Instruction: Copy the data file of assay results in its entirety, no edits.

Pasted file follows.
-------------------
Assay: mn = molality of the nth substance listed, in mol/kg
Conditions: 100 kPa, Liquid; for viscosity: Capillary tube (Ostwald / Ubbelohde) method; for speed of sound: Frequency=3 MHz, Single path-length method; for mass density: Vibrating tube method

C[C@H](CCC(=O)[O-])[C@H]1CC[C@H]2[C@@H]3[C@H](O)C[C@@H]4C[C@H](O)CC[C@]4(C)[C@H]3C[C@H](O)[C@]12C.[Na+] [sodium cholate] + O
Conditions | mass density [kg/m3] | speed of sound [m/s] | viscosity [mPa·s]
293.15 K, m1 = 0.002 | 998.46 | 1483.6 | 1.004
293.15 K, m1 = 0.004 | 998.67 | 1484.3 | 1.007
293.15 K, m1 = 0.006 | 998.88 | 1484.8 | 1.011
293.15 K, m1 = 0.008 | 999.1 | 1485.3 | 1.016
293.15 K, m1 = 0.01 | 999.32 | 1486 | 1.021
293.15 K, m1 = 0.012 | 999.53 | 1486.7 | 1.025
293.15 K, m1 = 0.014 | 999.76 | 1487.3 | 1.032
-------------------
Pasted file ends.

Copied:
Assay: mn = molality of the nth substance listed, in mol/kg
Conditions: 100 kPa, Liquid; for viscosity: Capillary tube (Ostwald / Ubbelohde) method; for speed of sound: Frequency=3 MHz, Single path-length method; for mass density: Vibrating tube method

C[C@H](CCC(=O)[O-])[C@H]1CC[C@H]2[C@@H]3[C@H](O)C[C@@H]4C[C@H](O)CC[C@]4(C)[C@H]3C[C@H](O)[C@]12C.[Na+] [sodium cholate] + O
Conditions | mass density [kg/m3] | speed of sound [m/s] | viscosity [mPa·s]
293.15 K, m1 = 0.002 | 998.46 | 1483.6 | 1.004
293.15 K, m1 = 0.004 | 998.67 | 1484.3 | 1.007
293.15 K, m1 = 0.006 | 998.88 | 1484.8 | 1.011
293.15 K, m1 = 0.008 | 999.1 | 1485.3 | 1.016
293.15 K, m1 = 0.01 | 999.32 | 1486 | 1.021
293.15 K, m1 = 0.012 | 999.53 | 1486.7 | 1.025
293.15 K, m1 = 0.014 | 999.76 | 1487.3 | 1.032